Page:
This year’s report comes in the midst of a global health pandemic that is unprecedented in modern times and whose economic, political, and social consequences are still unfolding. The seriousness of this crisis has reinforced the need for reliable, accurate journalism that can inform and educate populations, but it has also reminded us how open we have become to conspiracies and misinformation. Journalists no longer control access to information, while greater reliance on social media and other platforms give people access to a wider range of sources and ‘alternative facts’, some of which are at odds with official advice, misleading, or simply false.
Much of the data in this publication was collected before the virus hit many of the countries featured in this survey, so to a large extent this represents a snapshot of these historic trends. But to get a sense of what has changed, we repeated key parts of our survey in six countries (UK, USA, Germany, Spain, South Korea, and Argentina) in early April. These responses confirm industry data which show increased consumption of traditional sources of news, especially television, but also some online news sources.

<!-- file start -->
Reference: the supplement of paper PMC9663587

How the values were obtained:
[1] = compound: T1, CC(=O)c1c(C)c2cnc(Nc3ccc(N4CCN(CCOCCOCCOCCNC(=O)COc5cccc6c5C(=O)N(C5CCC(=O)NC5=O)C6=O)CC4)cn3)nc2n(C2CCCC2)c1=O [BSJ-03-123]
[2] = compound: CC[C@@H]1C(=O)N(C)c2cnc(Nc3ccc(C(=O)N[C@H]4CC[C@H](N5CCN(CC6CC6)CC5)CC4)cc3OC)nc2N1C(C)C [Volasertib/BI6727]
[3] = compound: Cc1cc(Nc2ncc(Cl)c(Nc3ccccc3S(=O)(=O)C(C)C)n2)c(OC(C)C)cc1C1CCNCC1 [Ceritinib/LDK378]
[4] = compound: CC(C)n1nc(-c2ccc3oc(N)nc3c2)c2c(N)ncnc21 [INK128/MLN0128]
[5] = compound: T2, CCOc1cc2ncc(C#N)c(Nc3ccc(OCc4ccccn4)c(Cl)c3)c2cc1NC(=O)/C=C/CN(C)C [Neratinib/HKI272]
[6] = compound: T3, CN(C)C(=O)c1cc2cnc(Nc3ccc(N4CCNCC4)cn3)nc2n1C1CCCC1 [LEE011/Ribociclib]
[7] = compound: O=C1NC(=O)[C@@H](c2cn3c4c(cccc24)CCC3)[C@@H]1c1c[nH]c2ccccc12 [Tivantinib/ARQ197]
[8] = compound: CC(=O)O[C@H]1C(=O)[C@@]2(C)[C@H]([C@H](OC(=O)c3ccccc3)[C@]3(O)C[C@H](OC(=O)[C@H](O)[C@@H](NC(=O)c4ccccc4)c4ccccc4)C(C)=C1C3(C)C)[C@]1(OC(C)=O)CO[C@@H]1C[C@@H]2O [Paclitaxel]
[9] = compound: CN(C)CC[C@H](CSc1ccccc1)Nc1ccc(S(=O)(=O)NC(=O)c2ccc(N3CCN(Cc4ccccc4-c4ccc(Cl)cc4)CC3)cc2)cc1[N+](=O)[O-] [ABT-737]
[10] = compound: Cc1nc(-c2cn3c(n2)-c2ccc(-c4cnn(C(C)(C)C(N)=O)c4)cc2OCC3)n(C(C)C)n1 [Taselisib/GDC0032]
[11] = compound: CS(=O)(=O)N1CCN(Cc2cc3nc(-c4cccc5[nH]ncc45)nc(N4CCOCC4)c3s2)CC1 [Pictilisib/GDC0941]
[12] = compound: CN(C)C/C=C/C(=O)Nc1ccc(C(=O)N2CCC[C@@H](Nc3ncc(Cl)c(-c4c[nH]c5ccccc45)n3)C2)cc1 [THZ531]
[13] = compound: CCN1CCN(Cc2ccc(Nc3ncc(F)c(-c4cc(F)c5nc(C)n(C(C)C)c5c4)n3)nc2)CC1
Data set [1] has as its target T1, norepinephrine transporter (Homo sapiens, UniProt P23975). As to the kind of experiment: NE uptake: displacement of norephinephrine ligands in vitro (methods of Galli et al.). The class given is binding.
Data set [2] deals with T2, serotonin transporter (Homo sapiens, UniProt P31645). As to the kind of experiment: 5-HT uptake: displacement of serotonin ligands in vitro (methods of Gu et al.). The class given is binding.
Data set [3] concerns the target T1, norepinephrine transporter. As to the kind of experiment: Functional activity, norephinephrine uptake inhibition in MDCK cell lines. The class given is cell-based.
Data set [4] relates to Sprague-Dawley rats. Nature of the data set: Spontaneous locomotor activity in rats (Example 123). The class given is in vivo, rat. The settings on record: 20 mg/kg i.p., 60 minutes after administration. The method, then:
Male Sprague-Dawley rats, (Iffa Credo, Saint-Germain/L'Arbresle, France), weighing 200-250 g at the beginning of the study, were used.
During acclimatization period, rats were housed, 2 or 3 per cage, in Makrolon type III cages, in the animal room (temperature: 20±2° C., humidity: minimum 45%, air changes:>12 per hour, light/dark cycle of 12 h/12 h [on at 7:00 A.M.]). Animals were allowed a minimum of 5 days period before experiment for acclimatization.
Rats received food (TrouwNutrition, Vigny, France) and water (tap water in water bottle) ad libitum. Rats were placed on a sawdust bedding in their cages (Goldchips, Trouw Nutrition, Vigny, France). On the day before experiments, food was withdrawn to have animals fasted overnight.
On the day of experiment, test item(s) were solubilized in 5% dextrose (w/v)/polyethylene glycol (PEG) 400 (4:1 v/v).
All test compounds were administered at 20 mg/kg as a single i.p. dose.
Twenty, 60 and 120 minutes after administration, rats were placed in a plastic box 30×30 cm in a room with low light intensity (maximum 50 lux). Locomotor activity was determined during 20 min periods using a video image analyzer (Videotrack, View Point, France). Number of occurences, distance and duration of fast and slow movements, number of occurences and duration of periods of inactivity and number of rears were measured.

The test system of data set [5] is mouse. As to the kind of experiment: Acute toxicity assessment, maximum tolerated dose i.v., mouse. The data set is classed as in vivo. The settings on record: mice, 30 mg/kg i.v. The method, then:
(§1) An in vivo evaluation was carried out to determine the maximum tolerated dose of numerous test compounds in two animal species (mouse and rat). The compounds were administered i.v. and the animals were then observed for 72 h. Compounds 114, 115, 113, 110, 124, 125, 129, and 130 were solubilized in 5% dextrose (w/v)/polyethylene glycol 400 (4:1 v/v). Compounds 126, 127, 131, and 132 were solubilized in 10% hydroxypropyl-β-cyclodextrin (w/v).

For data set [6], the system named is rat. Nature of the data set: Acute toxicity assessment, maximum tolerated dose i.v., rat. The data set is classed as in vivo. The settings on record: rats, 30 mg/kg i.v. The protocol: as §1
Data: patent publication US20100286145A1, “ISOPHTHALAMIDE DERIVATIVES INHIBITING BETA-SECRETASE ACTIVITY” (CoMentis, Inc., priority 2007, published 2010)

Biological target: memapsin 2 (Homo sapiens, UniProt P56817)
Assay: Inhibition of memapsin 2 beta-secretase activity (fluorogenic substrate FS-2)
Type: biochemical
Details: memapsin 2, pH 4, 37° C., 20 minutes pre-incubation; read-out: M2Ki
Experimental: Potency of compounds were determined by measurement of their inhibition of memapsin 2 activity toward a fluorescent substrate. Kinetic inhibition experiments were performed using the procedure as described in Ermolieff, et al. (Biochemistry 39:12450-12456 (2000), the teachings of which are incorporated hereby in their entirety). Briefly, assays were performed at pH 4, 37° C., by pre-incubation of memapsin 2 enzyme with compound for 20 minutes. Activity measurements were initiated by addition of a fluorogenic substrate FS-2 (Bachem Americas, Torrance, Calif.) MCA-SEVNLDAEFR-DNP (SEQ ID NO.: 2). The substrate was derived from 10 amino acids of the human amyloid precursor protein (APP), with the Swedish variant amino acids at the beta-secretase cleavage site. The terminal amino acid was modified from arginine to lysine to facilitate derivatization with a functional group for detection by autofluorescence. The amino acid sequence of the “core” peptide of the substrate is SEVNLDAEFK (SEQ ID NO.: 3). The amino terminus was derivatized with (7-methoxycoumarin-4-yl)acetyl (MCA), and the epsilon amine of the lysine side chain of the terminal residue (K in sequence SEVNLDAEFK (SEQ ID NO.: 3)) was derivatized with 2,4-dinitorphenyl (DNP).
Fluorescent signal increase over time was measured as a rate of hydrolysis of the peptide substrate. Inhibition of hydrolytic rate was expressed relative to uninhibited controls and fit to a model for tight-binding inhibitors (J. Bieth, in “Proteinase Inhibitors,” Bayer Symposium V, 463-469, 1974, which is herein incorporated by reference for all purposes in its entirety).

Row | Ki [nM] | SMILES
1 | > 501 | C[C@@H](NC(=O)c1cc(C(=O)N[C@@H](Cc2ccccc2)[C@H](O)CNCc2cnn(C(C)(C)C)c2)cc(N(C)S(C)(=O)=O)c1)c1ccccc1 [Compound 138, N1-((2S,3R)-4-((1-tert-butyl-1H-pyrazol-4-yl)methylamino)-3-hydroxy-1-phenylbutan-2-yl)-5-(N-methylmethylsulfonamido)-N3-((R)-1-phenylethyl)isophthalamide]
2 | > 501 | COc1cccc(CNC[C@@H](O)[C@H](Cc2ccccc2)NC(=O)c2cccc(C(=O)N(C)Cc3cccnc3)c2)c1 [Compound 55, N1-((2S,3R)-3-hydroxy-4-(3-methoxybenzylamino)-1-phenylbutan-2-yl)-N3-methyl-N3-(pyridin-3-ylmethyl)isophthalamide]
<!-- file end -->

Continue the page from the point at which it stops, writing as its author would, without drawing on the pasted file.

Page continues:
Journalism matters and is in demand again. But one problem for publishers is that this extra interest is producing even less income – as advertisers brace for an inevitable recession and print revenue dips. Against this background it is likely we’ll see a further drive towards digital subscription and other reader payment models which have shown considerable promise in the last few years. This is what makes it so important to understand how various models are progressing in different markets, such as the United States, Norway, and the UK, where we have conducted more in-depth research on pay this year. While the coronavirus crisis is likely to dramatically affect the short-term prospects for many publishers, our findings provide long-term insights into one important part of the future of the business of news. We also ask about the implications for society if more high-quality information disappears behind paywalls, a dilemma that has become more real during this health emergency.
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